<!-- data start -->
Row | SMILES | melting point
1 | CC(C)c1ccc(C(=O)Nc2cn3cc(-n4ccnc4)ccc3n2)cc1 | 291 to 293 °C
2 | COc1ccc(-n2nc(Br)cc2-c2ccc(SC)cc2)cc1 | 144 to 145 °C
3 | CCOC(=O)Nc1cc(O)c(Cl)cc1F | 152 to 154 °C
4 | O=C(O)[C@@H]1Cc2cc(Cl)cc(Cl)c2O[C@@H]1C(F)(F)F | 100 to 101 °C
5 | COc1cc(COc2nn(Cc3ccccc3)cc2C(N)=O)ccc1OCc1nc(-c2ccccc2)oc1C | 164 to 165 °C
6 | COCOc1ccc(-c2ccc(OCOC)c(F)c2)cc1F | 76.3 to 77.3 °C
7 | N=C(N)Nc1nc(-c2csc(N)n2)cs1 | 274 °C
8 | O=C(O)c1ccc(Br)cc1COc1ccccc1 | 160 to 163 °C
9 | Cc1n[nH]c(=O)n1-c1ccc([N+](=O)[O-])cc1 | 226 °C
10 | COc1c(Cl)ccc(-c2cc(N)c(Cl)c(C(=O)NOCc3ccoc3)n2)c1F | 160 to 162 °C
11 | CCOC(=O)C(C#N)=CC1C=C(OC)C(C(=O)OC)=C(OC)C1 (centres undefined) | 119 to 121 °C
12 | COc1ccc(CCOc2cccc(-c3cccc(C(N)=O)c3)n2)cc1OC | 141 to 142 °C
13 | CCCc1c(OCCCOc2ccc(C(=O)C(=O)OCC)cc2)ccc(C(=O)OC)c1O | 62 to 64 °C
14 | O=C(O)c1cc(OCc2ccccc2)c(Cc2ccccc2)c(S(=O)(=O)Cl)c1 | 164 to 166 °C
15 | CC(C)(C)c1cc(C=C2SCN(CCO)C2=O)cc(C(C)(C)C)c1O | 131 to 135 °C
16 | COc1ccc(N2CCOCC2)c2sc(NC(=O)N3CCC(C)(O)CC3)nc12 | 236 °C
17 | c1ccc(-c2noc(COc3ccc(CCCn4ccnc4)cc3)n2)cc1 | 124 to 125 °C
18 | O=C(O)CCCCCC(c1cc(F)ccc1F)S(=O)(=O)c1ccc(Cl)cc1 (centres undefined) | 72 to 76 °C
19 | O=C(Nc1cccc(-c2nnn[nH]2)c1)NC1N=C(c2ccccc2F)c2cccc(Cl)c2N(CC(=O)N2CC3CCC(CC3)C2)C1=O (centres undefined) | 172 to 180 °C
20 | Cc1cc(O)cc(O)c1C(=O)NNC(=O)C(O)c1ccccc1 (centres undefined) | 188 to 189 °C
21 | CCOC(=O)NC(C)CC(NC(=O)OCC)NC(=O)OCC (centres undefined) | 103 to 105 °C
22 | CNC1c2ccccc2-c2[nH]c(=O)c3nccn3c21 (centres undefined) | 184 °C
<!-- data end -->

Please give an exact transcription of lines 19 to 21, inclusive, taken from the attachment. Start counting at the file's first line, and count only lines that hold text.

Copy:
18 | O=C(O)CCCCCC(c1cc(F)ccc1F)S(=O)(=O)c1ccc(Cl)cc1 (centres undefined) | 72 to 76 °C
19 | O=C(Nc1cccc(-c2nnn[nH]2)c1)NC1N=C(c2ccccc2F)c2cccc(Cl)c2N(CC(=O)N2CC3CCC(CC3)C2)C1=O (centres undefined) | 172 to 180 °C
20 | Cc1cc(O)cc(O)c1C(=O)NNC(=O)C(O)c1ccccc1 (centres undefined) | 188 to 189 °C